David Cage, in a clumsy attempt to appear intellectual and deep, has only succeeded in making himself look remarkably ignorant. He's not the only man to do it, either. This notion that tried-and-tested videogame tropes are "outdated" is not a new one. The idea that we should "forget" the language of videogames has been brought up before, and it disgusts me every time.  As I asked when I first heard Cage's statement -- why do we have to "forget" anything? Why must new ideas exist at the expense of old ones? There seems to be a common tendency among game developers to throw the baby out with the bathwater, to mock "old" ways of doing things, regardless of how well they worked. Just look at the way some publishers have embraced motion control, or 3D technology as the undeniable "future" of gaming. Whenever something fresh appears, people want to disparage what came before.  There is a reason why we're using "very old words" in modern times -- because they work. We still have bosses, missions and game over screens because millions of gamers still enjoy them. If they didn't work, they wouldn't have become such prominent and lasting parts of the medium. To disregard the accomplishments of past videogames in such an offhand, casual way is utterly jawdropping to me, and smacks of a man with no respect for the medium of videogames.  It takes no great amount of sleuthing to see that David Cage wishes he was a film director rather than a videogame maker. The tutorial for Indigo Prophecy featured Cage on a movie set, and the in-game menus even pretentiously called it a "movie." Heavy Rain's marketing constantly compared it to Hollywood productions and Cage regularly tried to distance it from games. Imagine, though, if a film director dismissed the entire structure of some of the world's most popular movies. "We should forget about the rules of movies -- a plot, protagonists and antagonists, an ending. These are very old words from a very old language." It's a shockingly blinkered attitude that commands us to ignore the very foundations upon which videogames have been built. Cage would have you believe he is a renaissance man, but these are the words of a troglodyte.  "Everything you can do with (old game) words has already been said. We need to create a new language to create new things." Really? You are SO confident that old gaming structures have said all that needs to be said? You really don't think we can tell new stories and craft new experiences with games that include bosses, missions and game over screens? What an utterly myopic thing to say. The Victorians, in their arrogance, believed that everything a human could invent had been invented in their era, blissfully unaware of the amazing technological leaps that would happen in the 21st Century. It takes a similar amount of staggering arrogance for someone to claim that "everything" has been said by established videogame structures.  I completely disagree, of course. Some of the most unique experiences this generation -- Metal Gear Solid 4, Deadly Premonition, BioShock -- are games that, love them or hate them, crafted original stories and did interesting things with established gaming conventions. Cage has wholesale dismissed the accomplishments of these titles because of the traditional nature of their framework. Now, I am all for innovation. I have certainly criticized the exclusive focus on "new" ideas before, but I am not against developers striving for something different. What thoroughly frustrates me, however, is when a developer like Cage comes along, who believes that innovation is accomplished through the destruction of the old. Rather than evolve this industry, he believes a complete revolution is needed. Simply burying established methods of interactive entertainment is to piss on the medium's history. If you don't have a healthy respect for the past, you have no right trying to shape the future.  I do not believe we need to "forget" the old to forge the new. In fact, I believe you can't forge the new without acknowledging, and appreciating, the old -- to know what has been done and working out what is yet to be done, to understand where we came from so that we know how to move ahead.  Beyond that though, I think Cage forgets that some of us still just want to have fun with our videogames. I appreciate a good story, and I adore the potential of interactive entertainment to provide a superior basis for narrative. Sometimes, however, I just want to shoot a big freakin' gun! Several developers and the members of the gaming press lament the state of this industry and its focus on fun. They want games that explore "the human condition" and seem to believe that titles like Gears of War or Mortal Kombat are detrimental to their cause, that their mere existence somehow "sets the industry back" and stops us from getting the mythical "Citizen Kane of gaming" that gets moaned about with tedious predictability. Sorry to burst your bubble, but here's the scoop -- WE CAN HAVE IT ALL! We can have big, dumb shooters. We can have introspective art games. We can have old game mechanics. We can have completely new ways of development. The key, friends, is in appreciating them ALL under one umbrella -- videogames. I don't understand why some people want to restrict what a videogame can be, while disingenuously trying to look like the voice of progress and open-mindedness.  The world of gaming is a varied, ever-changing, rapidly ambitious one, and there is always room for everything. We should not forget the old ways -- we should embrace them as part of the culture of gaming. We should applaud them for the years of fun they've provided, and the years of fun they will continue to provide. Bosses, missions, game over screens ... they aren't going away. They should not go away. People love games like that. That doesn't mean we can't have more games like Heavy Rain. It's heartening to see a uniquely presented title like Heavy Rain become a success, and I hope other fresh experiences become just as popular. I just don't understand why such games should become successful at the expense of traditional games.  If you believe established game mechanics are things that should be forgotten, then maybe you just don't like videogames ... and if that's the case, why the fuck am I entrusting the future of my favorite artistic medium to the likes of you?  Play Mario, and learn some damn respect.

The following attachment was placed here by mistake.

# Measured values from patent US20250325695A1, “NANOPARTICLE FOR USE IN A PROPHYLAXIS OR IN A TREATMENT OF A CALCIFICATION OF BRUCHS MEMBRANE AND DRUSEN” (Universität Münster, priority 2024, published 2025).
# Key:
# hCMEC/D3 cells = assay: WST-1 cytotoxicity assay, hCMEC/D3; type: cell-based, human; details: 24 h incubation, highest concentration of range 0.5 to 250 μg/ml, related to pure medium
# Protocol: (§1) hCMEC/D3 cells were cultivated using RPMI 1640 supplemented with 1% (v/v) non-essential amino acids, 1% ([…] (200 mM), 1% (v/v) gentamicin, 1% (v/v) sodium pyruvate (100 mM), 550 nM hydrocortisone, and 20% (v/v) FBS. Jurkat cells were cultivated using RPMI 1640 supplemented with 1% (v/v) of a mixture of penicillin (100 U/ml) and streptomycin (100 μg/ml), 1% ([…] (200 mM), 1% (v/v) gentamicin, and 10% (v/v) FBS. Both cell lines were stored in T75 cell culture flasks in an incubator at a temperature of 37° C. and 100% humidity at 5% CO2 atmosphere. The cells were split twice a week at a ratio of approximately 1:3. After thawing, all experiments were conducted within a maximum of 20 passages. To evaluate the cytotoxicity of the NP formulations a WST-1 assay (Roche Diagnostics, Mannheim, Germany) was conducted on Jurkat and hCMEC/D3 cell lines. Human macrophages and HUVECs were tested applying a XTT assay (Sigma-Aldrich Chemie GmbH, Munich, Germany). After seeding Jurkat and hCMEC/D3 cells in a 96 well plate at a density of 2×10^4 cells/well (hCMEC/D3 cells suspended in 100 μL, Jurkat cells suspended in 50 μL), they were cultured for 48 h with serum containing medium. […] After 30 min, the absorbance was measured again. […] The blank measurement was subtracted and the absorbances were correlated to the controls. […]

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David Cage has said some rather pompous things in his time. This is, after all, the man that gave Heavy Rain sole credit for making the videogame industry a more meaningful medium. This past week at GDC, however, I belie...